Theotokos of the Life-Giving Spring
     Both truly God, and truly one of us . . . it’s hard for us to reconcile both of those things in our finite minds, but both must be true if Christianity is true.  At the same time, the title “Mother of God” is alarming: some people claim that it seems to say that a mortal woman has brought God into existence, but it doesn't really suggest that at all: after all, we don’t think that ordinary mothers actual create their ordinary human babies, body and soul.  Mothers and Fathers are agents in a larger process, and the soul, of course, comes from God.  The original Greek term Theotokos, literally “God-bearer”, while a little less difficult, still challenges us. It tells us that, just as the original Arc of the Covenant carried Manna from Heaven, along with Tablets of the Decalogue and Aaron’s staff, Mary carried the Second Person of the Trinity in her womb, and so she is called the Arc of the New Covenant (see Revelation 11:19-12:1).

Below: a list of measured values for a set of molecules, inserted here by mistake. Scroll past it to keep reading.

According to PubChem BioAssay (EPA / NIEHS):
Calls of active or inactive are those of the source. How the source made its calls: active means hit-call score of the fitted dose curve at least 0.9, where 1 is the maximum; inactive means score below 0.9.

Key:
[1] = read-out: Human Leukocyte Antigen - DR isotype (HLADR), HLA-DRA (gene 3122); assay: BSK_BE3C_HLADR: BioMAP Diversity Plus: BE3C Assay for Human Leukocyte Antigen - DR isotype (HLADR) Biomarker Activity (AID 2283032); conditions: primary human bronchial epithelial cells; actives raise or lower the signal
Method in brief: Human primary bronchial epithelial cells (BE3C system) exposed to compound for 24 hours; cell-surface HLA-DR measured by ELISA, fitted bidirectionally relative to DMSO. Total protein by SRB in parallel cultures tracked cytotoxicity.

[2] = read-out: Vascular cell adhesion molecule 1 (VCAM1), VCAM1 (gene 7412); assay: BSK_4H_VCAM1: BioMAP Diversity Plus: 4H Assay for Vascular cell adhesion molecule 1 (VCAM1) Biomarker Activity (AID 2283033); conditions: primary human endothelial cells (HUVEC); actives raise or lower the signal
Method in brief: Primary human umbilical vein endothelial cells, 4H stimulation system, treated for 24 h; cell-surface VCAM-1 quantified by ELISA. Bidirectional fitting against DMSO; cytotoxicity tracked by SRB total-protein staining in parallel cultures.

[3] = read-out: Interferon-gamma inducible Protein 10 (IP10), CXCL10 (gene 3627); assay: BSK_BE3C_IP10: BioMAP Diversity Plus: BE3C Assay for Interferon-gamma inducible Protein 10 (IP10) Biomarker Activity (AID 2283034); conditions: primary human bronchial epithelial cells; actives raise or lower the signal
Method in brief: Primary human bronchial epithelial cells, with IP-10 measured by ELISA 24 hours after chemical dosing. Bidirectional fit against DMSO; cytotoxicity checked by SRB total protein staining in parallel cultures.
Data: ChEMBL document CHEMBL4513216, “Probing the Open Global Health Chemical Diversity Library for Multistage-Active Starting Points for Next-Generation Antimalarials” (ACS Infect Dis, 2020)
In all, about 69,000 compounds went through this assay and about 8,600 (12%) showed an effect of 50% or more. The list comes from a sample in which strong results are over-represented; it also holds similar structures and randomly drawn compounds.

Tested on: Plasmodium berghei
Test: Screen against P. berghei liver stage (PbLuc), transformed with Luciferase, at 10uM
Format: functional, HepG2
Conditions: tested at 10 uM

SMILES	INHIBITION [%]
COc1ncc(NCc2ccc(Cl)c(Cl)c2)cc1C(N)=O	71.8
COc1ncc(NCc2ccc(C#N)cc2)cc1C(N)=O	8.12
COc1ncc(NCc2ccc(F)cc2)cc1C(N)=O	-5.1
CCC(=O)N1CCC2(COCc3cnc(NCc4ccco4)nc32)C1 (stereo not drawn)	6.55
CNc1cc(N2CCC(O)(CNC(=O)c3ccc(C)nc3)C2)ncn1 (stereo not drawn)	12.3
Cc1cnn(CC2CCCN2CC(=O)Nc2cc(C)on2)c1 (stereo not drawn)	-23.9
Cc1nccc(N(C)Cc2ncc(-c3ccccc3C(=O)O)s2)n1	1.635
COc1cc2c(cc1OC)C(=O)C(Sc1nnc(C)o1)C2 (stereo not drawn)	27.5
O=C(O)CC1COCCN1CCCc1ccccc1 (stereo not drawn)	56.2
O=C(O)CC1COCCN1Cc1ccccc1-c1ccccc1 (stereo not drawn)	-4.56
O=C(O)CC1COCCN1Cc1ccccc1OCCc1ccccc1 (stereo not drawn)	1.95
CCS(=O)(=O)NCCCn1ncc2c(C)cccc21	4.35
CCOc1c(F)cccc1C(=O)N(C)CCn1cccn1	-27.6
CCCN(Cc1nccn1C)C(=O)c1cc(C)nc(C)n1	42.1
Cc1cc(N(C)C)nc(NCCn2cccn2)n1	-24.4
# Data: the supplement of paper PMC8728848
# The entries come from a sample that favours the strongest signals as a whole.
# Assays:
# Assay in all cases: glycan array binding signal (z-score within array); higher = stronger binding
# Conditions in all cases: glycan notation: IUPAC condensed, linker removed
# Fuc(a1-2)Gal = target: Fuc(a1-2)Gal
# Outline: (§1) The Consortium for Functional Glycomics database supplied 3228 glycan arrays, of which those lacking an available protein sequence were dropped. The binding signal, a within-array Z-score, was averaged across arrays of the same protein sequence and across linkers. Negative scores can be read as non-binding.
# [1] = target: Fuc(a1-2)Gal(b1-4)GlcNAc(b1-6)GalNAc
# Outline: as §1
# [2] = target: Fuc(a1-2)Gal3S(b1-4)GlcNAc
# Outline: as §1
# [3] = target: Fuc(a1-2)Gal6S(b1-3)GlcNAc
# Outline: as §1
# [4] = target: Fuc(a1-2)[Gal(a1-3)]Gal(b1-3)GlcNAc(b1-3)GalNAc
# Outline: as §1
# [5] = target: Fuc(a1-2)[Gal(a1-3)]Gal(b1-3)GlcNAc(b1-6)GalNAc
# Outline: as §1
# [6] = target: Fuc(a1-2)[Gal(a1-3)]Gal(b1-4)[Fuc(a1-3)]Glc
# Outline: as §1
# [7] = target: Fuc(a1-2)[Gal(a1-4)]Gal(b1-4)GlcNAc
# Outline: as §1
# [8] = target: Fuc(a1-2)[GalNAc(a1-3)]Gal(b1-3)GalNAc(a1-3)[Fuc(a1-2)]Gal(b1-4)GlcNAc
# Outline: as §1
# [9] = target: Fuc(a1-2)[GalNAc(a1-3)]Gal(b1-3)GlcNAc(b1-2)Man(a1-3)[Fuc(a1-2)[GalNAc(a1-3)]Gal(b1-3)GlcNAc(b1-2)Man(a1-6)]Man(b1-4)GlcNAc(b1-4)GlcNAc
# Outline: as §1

But the first Arc was merely a container, it contributed nothing to its contents; even before anyone knew anything of genetics, however, it would have been obvious that, in some way, Jesus’s fleshly body owed something, at least, to his mother.  In his face, the color of his eyes, the shape of his nose, or some other physical feature, the familial relationship would be manifest. Through the Motherhood of Mary Jesus, that is to say God, takes on our humanity in an utterly tangible, direct and personal way.
     The Motherhood of Mary, like the Incarnation itself, is a mystery.  It is something that we can really understand (although never fully understand) through experience.  As the last day in the Octave of Christmas, the Solemnity of Mary, Mother of God it invites us to start looking not only at the Child lying in the manger, but to start looking further at what that Child means for us as men and women.